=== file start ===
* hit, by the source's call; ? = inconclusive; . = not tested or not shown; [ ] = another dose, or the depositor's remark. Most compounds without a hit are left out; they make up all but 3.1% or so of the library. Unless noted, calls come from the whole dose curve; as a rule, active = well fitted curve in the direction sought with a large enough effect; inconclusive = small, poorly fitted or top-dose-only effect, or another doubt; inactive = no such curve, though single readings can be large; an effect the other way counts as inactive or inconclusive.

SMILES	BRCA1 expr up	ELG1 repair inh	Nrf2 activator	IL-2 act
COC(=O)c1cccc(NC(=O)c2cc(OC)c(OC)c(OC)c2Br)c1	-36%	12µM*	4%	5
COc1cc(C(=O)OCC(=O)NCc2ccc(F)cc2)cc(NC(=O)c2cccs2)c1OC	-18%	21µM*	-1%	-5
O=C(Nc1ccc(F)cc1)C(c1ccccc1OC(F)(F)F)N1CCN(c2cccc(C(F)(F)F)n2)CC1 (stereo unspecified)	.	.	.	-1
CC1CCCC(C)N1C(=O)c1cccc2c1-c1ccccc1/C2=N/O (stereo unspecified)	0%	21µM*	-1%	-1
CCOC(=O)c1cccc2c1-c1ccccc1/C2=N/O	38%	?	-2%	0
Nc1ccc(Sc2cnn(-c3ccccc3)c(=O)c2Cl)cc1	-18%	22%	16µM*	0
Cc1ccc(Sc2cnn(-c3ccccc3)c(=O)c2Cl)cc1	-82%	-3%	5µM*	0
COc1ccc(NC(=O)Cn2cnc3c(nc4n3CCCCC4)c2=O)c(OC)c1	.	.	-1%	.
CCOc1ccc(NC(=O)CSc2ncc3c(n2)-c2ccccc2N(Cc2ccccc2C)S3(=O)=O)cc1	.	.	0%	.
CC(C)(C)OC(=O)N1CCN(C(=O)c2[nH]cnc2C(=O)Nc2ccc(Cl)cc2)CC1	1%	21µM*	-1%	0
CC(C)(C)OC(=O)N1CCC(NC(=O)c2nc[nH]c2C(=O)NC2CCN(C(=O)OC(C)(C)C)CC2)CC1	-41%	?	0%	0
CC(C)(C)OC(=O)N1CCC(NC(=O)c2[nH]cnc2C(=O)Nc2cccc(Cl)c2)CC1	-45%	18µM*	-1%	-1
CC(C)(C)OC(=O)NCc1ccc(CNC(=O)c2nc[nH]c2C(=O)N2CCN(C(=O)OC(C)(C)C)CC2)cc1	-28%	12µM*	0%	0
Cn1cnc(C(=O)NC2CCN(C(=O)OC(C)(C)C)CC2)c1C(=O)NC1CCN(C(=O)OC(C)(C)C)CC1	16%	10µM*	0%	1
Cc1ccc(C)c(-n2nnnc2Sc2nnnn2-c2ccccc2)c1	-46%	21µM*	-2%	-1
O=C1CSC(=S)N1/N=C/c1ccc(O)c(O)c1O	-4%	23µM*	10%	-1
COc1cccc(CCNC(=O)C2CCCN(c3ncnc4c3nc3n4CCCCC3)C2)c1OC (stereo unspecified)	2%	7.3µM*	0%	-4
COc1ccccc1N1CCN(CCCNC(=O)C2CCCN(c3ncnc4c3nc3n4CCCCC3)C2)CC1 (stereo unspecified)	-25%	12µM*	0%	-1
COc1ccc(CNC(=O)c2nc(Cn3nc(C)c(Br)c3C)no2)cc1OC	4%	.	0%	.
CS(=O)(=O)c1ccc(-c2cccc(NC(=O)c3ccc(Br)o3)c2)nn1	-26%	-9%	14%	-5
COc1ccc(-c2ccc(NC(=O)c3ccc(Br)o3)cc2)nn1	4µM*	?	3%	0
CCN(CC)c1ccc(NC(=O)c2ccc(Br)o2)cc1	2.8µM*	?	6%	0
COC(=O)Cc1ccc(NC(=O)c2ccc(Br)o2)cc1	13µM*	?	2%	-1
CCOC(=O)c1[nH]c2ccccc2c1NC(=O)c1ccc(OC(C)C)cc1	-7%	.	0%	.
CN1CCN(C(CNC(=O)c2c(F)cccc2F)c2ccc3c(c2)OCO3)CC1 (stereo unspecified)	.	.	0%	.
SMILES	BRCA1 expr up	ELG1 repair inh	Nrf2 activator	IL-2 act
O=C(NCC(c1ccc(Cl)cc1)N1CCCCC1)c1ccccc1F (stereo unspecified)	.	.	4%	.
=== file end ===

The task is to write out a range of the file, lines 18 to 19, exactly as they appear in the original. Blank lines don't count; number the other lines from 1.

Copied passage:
O=C1CSC(=S)N1/N=C/c1ccc(O)c(O)c1O	-4%	23µM*	10%	-1
COc1cccc(CCNC(=O)C2CCCN(c3ncnc4c3nc3n4CCCCC3)C2)c1OC (stereo unspecified)	2%	7.3µM*	0%	-4